Acute non-traumatic back pain



Back pain may be due to 1. mechanical back pain 2. neurogenic pain, 3. pathological pain and 4. inorganic pain


Mechanical back pain

  • Is due to sprain of the spinal ligaments or arthritis in the facet joints.
  • Confined to the back (occasionally referred into the upper leg).
  • Exacerbated by movement.
  • Relieved by rest.
  • If pain at night, it is when they roll over.
  • PMHx of similar problem / previous injury making back more susceptible.

Red flags

  • Age >55 or <19
  • Night pain
  • Thoracic back pain
  • Bilateral neurological symptoms
  • Sphincter symptoms
  • Immunosuppression (or IVDU) Hx
  • Hx malignancy
  • Fever
  • Coagulopathy

Neurogenic pain

  • Nerve root is irritated by prolapsing lumbar disc, # or osteophyte.
  • Pain and paraesthesia.
  • Distribution consistent with that nerve root.
    • Paraesthesia is in the same distribution:
      • L4: pain extends into the medial malleolus.
      • L5: into the lateral malleolus and big toe.
      • S1: pain into the lateral border of the foot and little toe.
  • Worsening disease results in loss of sensation / power / reflex.
    • Distribution is characteristic for each nerve root.

Pathological pain

  • Nasty, unpleasant pain at rest.
  • Nocturnal pain prominent.
  • Due either to malignant disease or infection.
  • If neurological symptoms,may initially seem fluctuant / inconsistent.
  • Neurological dysfunction can rapidly result if it is not resolved.
  • Past History:
    • Thoracotomy.
    • Mastectomy.
    • Prostatectomy.
Sclerotic prostatic Secondary in Body of T12

Exam - non-traumatic back pain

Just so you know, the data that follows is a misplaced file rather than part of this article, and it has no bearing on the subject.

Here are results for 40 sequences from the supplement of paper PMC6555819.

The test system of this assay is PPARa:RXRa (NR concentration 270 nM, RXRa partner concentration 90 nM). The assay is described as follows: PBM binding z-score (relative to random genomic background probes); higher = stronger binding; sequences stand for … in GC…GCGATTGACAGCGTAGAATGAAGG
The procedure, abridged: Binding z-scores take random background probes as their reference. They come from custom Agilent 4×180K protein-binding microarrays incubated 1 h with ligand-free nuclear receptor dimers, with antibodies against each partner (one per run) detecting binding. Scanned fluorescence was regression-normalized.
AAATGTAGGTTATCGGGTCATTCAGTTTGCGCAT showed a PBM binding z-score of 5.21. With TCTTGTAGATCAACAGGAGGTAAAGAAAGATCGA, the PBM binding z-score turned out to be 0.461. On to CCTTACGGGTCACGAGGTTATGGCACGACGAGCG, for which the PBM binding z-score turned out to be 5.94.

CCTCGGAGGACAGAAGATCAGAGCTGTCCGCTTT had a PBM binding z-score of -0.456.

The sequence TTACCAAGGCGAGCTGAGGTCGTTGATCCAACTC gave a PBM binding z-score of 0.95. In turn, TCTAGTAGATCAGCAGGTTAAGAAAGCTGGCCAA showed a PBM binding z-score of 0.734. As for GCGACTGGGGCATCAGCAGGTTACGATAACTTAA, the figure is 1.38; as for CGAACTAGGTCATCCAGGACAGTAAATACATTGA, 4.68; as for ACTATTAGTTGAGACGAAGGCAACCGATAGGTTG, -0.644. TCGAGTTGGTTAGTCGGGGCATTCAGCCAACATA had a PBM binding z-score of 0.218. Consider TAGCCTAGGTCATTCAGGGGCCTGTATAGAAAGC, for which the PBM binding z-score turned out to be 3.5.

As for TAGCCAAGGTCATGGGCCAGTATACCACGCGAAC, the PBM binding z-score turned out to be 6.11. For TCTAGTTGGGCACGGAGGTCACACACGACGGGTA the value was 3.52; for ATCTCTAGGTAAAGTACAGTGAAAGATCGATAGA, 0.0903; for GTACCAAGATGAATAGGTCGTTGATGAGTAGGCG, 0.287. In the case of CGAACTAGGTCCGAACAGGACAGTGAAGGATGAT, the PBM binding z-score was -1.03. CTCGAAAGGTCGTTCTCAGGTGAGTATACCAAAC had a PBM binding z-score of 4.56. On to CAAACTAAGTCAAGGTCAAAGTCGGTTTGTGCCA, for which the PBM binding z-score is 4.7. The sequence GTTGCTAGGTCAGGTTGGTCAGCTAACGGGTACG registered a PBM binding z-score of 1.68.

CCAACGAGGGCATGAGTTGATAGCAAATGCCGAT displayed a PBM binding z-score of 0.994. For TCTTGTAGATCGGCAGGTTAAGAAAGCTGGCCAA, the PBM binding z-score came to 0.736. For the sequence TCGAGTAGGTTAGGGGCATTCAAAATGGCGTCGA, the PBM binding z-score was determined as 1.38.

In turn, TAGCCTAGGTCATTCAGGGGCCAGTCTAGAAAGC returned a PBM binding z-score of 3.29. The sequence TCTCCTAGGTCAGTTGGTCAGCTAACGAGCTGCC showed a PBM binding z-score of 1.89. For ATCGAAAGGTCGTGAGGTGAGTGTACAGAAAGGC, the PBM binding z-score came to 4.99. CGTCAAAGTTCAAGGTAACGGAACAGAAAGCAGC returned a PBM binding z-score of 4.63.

Examine spine

  • History, history, history.
  • Look ( scoliosis, loss of lordosis, spasm).
  • Feel ( tender vertebra/rib, step betw spinous process).
  • Move - limitation and pain.

Please remember AAA and retroperitoneal pathology (pyelonephritsis, haematoma, pancreatitis) may present as back pain and consider appropriate tests (US AA in all older patients with back pain).

Neurology

  • Sensation (including perianal pin prick).
  • Coordination (CNS/cord lesion).
  • Power and reflexes.
  • SLR/sciatic stretch test.
  • Femoral nerve stretch test.
  • FAIR (hip flex/add/int. rotation) - piriformis pathology.

Beware of stiffness in young people associated with sclerosis or obliteration of SI joints. Check viscosity/ESR.


Sciatic (L5 root) vs other pathology

Sciatic nerve (L5): weak ankle dorsiflexion/plantarflexion, foot inversion/eversion; absent ankle jerk. May have weak knee flexion. Weak hip abduction if L5 lesion (sup gluteal nerve)

Piriformis syndrome: Trigger point in buttock. Treat with physio.

Iliotibial band syndrome: Recent Δ activity or footwear (inversion). Trigger with Ober's test and weak popliteus.

Peroneal nerve pathology: Hx Local trauma (fibular neck), tender peroneal nerve, weak ankle dorsiflexion and foot eversion, but strong ankle plantarflexion and foot inversion, normal AJ, paraesthesia dorsum of the foot only.

Cortical lesion: +ve Babinski.

Cauda equina: bilateral symptons ± sphincter (see below).


Central disc prolapse - cauda equina

  • Leg signs are less clear.
  • Loss of perianal sensation (pin prick).
  • Lax anal sphincter.
  • Micturition difficulty.
  • It is a medical emergency.

X-rays required if:

  • Direct trauma.
  • Preceding back problems or relevant Hx.
  • Patients with neurological signs or unable to stand.
  • Elderly.
  • Referred for orthopaedic opinion! (They are not indicated but the team will insist anyway).

Content by Dr Íomhar O' Sullivan 23/06/2000. Reviewed byDr ÍOS 15/03/2004, 25/05/2005, 23/05/2006, 22/05/2007. Last reviewed Dr ÍO 4/06/21.